Static lending rates may fuel house prices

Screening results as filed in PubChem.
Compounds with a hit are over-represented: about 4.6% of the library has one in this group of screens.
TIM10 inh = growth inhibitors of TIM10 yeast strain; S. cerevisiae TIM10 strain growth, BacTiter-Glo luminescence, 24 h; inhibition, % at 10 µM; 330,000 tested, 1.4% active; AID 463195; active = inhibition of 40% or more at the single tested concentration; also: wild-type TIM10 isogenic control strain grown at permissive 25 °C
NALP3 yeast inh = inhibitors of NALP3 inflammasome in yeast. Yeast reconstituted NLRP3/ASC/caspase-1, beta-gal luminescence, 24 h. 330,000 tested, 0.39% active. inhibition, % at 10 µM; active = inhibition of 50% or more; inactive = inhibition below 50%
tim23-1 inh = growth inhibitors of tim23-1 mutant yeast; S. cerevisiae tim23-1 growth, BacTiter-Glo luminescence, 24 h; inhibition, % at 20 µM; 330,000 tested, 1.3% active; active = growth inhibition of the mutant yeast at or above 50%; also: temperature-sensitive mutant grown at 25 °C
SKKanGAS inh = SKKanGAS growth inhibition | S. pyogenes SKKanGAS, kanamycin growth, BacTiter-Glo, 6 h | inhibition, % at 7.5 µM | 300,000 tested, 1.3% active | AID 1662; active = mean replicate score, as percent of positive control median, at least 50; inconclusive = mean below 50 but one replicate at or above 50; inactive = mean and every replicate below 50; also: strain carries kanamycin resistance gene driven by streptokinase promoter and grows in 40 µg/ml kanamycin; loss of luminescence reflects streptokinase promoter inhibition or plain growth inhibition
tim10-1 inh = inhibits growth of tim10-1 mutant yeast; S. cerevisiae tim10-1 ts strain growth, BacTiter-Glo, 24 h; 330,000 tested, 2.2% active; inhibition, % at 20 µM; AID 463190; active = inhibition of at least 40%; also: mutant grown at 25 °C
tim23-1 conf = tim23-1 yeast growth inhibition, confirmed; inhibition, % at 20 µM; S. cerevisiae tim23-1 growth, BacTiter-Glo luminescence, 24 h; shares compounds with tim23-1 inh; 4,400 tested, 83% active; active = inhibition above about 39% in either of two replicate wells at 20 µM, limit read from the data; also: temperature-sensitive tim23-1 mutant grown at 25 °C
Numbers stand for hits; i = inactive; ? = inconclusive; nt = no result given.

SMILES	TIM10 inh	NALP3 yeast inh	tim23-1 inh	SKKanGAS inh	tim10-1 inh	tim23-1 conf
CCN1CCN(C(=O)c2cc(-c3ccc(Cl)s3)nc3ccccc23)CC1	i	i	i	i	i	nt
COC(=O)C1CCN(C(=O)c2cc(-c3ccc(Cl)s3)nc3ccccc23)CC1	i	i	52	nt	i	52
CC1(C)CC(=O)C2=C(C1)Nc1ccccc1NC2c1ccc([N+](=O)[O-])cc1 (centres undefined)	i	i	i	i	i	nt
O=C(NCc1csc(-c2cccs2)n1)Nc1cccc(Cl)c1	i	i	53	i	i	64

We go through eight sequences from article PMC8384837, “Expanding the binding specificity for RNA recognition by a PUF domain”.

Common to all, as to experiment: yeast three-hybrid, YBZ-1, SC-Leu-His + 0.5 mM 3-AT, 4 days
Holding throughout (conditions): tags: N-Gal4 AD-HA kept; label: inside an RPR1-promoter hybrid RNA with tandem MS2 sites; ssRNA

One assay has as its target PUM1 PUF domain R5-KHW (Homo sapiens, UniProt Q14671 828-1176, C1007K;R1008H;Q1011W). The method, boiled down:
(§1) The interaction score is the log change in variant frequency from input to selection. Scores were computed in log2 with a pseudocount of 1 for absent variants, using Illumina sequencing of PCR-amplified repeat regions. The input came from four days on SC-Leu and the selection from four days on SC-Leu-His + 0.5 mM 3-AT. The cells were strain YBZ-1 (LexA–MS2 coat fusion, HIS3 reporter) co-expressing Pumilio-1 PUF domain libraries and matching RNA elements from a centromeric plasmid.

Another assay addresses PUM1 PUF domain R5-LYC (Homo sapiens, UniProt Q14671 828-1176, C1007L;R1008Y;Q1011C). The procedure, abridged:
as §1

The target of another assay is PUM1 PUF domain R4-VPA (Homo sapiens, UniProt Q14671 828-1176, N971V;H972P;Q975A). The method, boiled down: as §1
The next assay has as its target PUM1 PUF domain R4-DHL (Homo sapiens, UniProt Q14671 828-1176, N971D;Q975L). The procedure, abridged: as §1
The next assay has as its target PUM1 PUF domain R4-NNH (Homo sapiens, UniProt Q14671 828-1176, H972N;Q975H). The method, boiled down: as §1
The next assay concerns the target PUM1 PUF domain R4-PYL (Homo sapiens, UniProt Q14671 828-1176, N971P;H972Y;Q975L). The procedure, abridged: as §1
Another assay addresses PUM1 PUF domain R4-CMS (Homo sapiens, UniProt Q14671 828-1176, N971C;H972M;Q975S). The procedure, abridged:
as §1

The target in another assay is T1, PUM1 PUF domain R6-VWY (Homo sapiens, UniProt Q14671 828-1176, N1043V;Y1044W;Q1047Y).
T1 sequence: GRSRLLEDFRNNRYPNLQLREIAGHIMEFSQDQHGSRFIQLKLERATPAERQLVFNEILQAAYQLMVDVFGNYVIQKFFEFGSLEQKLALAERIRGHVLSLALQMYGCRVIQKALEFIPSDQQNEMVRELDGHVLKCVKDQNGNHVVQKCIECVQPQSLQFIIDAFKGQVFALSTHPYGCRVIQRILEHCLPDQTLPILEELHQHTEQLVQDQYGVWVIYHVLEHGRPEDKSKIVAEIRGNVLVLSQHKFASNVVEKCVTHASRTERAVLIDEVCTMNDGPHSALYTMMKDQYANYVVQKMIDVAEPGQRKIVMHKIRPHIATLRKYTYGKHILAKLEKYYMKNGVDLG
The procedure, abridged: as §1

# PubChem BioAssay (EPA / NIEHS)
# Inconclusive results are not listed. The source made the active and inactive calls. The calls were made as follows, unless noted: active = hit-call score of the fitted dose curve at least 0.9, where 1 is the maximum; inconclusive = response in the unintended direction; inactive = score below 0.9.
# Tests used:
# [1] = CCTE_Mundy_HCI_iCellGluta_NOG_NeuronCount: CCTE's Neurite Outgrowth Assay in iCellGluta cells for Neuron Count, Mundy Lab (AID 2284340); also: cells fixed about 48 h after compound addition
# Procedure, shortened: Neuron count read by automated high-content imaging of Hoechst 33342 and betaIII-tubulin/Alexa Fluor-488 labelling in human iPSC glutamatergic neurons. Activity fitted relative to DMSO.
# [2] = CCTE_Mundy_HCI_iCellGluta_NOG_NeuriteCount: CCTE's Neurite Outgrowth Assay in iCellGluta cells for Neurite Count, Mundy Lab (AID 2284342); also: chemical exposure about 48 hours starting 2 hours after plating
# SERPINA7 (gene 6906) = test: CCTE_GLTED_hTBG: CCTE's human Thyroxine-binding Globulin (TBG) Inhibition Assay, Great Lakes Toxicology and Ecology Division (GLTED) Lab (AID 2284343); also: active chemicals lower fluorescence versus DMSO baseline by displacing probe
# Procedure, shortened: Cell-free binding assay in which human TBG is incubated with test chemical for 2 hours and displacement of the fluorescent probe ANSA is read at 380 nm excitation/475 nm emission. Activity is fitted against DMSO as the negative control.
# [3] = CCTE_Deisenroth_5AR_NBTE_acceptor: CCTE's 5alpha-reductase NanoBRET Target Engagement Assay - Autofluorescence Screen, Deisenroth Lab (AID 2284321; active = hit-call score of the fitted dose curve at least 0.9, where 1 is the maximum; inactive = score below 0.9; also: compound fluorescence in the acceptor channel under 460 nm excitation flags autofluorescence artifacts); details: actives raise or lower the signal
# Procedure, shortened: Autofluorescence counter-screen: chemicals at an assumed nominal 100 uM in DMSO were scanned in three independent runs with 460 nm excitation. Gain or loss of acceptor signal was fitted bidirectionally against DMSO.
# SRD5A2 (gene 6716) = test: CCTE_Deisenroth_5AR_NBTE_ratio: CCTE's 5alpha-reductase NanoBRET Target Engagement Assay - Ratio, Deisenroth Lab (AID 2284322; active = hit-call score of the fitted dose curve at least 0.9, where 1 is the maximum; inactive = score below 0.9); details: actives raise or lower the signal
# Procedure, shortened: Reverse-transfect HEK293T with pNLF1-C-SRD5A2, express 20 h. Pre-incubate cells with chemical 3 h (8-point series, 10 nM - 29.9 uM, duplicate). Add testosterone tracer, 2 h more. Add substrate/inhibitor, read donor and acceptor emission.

first_imgHome » News » Housing Market » Static lending rates may fuel house prices previous nextHousing MarketStatic lending rates may fuel house pricesUK home prices expected to rise next year after Bank of England shies away from early 2016 rate increase.The Negotiator13th November 20150537 Views Residential property prices in the UK will almost certainly continue to rise next year after the Bank of England implied the first interest rate rise may not happen before 2017, according to Savills.With borrowing costs set to remain low, the company forecasts that UK home prices will rise by an average of 17 per cent over the next five years, led by gains in the South East of the country, with an increase of 21.6 per cent, while properties in the North East will appreciate by only 12 per cent over the period, Savills said.The forecasts are based on interest rates staying below 4.5 per cent, but it is now expected that the base rate may only increase to 0.75 per cent in around 2017.“If interest rates rise too quickly, mainstream house price growth will be quickly be curtailed,” said Lucian Cook (left), Head of UK Residential Research for Savills. “On the flip side, if rates remain low for too long, there is a risk that prices will rise too far, creating affordability issues further down the line.”Property prices in London, which have increased more than other parts of the UK in recent years, are expected to rise by 15.3 per cent, with lower value outer London boroughs offering ‘greater remaining capacity for house price growth’ than higher value parts of the capital, according to Savills.A separate report released by haart projects that the top end of the property market, particularly in London, will see a price correction in 2016 because of the impact of stamp duty, consisting of a 10 per cent drop in value for homes over £1 million.However, with no real improvement in levels of property stock expected next year, the firm predicts that home prices in the core UK property market will rise by up to 10 per cent next year.“On paper it will look like a tale of two countries as London will see an increase of around three to four per cent due to the top-end market correction,” said Paul Smith (right), CEO at haart estate agents.He added, “There are around 29 buyers chasing every property listing and an abundance of mortgage providers but the problem remains a lack of appropriate stock. Unless the government takes drastic action to drive either private or public sector house building the situation is not likely to improve next year.”house prices housing market 2016 rate increases residential property prices satic lending rates UK home prices November 13, 2015The NegotiatorWhat’s your opinion? Cancel replyYou must be logged in to post a comment.Please note: This is a site for professional discussion. Comments will carry your full name and company.This site uses Akismet to reduce spam. Learn how your comment data is processed.Related articles 40% of tenants planning a move now that Covid has eased says Nationwide3rd May 2021 Letting agent fined £11,500 over unlicenced rent-to-rent HMO3rd May 2021 BREAKING: Evictions paperwork must now include ‘breathing space’ scheme details30th April 2021last_img read more